Learn more about cancer detection methods. Methods covered include PET, CT and MRI.

Pathology Report And Staging

The staging system used for multiple myeloma is the "International Staging System" or ISS. This system is less complex than previous systems. The size and mass of the tumor is no longer included. Staging is based on levels of two blood proteins, serum albumin and beta2-microglobulin.3

  • Stage 1 : Serum B-2 Microglobulin less than 3.5mg/L and Serum Albumin greater than 3.5g/dL
  • Stage 2 : *not classified as either stage 1 or 3*
  • Stage 3 : Serum B-2 Microglobulin greater than 5.5mg/L

Tumor Biology

The malignant B plasma cells in Multiple Myeloma generally migrate to the bone marrow. Once in, they attach to the supporting structures and cells (matrix). The matrix supports the cells as they proliferate. Within the bone marrow, numerous growth factors and other proteins influence the growth of the cells.13

Some of the growth factors and cytokines that play a role in multiple myeloma are:

  • Interleukin 6 (IL-6) - a cytokine secreted by T cells. Stimulates other white blood cells (leukocytes), including B cells.14
  • Tumor Necrosis Factor alpha (TNFα) - a cytokine mainly secreted by macrophages. Stimulates the immune system and induces inflammation.
  • Vascular Endothelial Growth Factor (VEGF) - a growth factor secreted by cells in the bone marrow. Promotes angiogenesis and therefore the growth of tumors.
  • Insulin-like Growth Factor I (IGF-1) - a growth factor that activates the AKT pathway. Promotes growth and inhibits cell death.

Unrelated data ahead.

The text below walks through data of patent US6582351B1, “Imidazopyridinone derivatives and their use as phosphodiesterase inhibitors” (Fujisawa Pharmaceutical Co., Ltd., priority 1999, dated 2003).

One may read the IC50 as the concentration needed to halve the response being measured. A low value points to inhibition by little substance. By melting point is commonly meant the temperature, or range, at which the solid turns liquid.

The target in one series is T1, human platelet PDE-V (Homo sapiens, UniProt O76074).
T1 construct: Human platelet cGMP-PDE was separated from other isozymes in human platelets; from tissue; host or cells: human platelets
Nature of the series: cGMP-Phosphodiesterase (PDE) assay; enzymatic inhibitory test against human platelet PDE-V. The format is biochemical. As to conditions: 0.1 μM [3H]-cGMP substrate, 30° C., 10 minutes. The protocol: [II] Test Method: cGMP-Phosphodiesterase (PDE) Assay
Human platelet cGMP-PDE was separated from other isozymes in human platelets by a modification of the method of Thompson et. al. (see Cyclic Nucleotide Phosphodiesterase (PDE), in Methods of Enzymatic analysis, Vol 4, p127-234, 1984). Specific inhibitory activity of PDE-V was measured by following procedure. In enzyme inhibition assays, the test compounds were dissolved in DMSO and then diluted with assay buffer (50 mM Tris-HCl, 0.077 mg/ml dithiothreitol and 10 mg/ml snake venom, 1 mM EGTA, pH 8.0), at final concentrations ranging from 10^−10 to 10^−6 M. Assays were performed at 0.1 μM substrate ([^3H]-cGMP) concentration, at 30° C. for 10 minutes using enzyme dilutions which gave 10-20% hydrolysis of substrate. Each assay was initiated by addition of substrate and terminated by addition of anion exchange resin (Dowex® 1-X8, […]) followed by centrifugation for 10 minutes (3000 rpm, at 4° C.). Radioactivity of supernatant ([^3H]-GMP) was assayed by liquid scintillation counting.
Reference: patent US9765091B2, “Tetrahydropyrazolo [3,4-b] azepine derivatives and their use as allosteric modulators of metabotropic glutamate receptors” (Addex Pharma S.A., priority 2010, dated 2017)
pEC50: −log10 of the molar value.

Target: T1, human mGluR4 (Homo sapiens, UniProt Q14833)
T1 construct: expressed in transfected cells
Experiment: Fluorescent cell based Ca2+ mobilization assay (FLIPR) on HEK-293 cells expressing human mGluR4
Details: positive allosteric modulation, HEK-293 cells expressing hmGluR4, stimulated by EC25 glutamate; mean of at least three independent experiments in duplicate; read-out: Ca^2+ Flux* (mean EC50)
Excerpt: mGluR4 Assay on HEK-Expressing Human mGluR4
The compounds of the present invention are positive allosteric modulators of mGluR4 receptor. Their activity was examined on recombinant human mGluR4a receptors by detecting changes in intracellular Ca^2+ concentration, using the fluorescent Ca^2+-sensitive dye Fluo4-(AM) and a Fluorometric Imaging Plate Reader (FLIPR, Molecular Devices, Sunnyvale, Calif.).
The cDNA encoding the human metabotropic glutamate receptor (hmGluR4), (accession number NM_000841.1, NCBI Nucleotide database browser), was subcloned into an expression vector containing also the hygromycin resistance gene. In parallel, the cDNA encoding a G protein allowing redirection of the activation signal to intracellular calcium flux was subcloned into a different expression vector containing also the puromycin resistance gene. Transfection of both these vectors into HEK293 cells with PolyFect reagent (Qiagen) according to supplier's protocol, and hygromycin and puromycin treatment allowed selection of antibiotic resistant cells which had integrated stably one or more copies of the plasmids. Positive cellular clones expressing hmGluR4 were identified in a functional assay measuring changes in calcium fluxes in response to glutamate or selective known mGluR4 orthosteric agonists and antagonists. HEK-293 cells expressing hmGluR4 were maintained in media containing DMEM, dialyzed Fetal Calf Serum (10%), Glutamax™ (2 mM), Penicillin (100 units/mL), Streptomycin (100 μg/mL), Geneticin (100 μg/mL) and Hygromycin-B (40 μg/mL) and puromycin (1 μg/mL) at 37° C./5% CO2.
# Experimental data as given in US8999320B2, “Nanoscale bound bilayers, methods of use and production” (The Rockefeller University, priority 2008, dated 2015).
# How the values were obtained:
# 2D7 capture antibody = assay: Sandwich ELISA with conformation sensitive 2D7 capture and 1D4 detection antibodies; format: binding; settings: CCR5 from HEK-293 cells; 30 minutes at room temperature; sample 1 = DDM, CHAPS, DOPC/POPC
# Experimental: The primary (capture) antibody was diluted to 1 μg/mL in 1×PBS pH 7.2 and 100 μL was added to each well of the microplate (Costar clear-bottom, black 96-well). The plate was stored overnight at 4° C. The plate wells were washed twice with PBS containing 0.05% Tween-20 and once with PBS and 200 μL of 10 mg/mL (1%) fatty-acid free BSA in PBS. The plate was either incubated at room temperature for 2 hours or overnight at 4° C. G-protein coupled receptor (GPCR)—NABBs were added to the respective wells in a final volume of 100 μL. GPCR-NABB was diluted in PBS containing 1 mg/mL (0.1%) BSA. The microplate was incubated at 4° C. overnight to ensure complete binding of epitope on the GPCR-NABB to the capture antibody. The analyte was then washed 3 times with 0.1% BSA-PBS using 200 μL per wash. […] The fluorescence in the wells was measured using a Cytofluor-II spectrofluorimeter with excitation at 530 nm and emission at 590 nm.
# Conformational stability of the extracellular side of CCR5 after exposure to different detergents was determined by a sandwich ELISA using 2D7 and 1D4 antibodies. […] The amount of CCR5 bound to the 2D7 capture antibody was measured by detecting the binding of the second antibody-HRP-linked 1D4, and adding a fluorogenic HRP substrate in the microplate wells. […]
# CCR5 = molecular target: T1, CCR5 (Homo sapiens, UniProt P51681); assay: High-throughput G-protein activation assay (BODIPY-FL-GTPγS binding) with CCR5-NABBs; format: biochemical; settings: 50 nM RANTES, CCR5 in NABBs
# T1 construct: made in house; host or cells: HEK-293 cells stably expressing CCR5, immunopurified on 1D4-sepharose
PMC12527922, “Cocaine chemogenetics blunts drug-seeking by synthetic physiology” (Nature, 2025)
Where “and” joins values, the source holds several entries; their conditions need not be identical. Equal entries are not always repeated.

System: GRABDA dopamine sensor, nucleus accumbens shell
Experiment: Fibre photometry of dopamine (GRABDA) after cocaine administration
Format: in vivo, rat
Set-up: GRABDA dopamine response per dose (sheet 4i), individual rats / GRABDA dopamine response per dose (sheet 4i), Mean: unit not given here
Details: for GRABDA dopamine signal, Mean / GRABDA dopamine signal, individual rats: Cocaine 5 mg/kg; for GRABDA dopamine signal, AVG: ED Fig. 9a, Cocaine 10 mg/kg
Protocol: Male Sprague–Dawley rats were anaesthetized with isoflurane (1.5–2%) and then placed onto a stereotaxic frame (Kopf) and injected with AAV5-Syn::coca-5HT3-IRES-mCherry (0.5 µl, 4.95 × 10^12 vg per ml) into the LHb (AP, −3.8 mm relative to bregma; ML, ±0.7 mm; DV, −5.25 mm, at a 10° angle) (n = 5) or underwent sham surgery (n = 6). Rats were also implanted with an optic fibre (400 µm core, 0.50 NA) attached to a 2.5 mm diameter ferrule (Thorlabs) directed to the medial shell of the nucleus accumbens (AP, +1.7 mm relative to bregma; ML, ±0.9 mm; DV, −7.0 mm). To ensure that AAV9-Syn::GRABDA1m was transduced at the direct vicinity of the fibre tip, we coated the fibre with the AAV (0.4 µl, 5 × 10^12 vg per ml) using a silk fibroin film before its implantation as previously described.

• Stromal Derived Factor 1 alpha (SDF-1α) - a cytokine that regulates the migration of blood cells to the bone marrow.
  • Hepatocyte Growth Factor (HGF) - a glycoprotein produced by cells in the bone marrow. Promotes adhesion of cells to the matrix and may regulate cell migration.15

Genes that have been implicated in multiple myeloma include:

  • PTTG-1 - a proto-oncogene coding for a transcription factor associated with progression in multiple myeloma5
  • PI3K - a gene that codes for a kinase which promotes cell division.16
  • AKT - an proto-oncogene. The protein product inhibits cell death. 17
  • GILZ - a tumor supressor gene which promotes cell death when activated by glucocorticoids. It is inhibited by the activities of PI3K and AKT. 17

Learn more about cancer genes


As our focus is on the biology of the cancers and their treatments, we do not give detailed treatment guidelines. Instead, we link to organizations in the U.S. that generate the treatment guidelines.

The National Comprehensive Cancer Network (NCCN) lists the following treatments for multiple myeloma: